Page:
Words and wars

The late poet Stephen Spender speaks with Dick Cavett about poetry and politics in a Paris Review interview.

Published January 4, 2001 8:00AM (EST)

English political poet Sir Stephen Spender (1909-1995) was known not only for his literary accomplishments but also for his literary aquaintences. While at Oxford he befriended poets W.H. Auden and C. Day-Lewis. In a Salon review of David Leeming's book, "Stephen Spender: A Life in Modernism," Jaime Manrique describes Virginia Woolf and T.S. Eliot as Spender's "surrogate parents." His extensive collection of work included "World Within World" and "The Temple."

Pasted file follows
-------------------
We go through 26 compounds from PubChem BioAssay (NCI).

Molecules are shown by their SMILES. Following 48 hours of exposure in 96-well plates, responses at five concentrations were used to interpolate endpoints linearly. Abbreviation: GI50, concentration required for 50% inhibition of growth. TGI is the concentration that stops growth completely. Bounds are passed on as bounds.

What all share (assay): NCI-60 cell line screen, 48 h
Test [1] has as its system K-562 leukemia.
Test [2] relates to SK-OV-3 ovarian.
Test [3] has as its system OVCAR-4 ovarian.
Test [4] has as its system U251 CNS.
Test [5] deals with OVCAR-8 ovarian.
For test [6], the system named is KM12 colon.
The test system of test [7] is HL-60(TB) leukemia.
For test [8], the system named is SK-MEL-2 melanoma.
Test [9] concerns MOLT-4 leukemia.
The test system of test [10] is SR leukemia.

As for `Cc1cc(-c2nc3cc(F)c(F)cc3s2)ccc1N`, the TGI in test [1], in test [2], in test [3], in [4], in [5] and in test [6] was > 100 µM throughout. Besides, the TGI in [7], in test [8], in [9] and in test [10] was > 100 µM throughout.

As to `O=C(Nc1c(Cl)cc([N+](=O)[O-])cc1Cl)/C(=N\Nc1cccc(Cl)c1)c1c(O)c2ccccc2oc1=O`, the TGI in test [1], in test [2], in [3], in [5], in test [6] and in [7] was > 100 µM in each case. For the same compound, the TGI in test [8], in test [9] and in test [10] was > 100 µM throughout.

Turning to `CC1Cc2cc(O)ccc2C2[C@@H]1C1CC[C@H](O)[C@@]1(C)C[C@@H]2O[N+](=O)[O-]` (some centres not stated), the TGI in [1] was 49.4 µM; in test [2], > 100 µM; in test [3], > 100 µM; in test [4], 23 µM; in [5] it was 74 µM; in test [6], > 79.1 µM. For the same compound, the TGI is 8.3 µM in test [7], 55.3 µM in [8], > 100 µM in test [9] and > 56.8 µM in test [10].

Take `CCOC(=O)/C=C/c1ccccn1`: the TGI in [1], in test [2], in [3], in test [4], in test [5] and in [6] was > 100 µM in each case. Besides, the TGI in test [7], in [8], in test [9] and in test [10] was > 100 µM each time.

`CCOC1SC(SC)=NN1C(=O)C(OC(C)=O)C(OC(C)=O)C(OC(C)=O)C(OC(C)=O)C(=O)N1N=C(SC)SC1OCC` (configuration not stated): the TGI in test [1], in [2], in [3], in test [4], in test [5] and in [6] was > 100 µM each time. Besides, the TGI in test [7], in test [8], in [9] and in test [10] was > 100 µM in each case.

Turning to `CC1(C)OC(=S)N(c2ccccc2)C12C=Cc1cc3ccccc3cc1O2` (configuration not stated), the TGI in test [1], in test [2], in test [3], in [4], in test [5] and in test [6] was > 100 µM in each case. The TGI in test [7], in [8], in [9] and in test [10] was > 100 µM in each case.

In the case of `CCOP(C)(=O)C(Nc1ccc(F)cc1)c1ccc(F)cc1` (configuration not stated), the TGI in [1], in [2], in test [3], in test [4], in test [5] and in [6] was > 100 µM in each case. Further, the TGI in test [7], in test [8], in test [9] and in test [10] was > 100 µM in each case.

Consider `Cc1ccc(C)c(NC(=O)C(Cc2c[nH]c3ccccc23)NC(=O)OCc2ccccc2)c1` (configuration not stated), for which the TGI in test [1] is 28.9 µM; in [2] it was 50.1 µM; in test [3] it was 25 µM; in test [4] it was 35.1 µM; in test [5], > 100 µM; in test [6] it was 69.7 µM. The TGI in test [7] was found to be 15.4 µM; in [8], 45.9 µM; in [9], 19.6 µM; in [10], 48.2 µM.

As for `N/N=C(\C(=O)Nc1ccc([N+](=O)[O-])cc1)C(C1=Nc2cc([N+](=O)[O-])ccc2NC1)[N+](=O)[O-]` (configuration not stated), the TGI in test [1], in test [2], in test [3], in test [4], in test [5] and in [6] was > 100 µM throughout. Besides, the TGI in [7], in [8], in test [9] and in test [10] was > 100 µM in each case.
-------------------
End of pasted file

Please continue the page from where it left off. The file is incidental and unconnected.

In this interview by Dick Cavett, courtesy of the Paris Review, Stephen Spender talks about his brief involvement with the Communist Party, poetry and the cinema.

Visit the Paris Review Web site for information on upcoming issues, how to subscribe and more.

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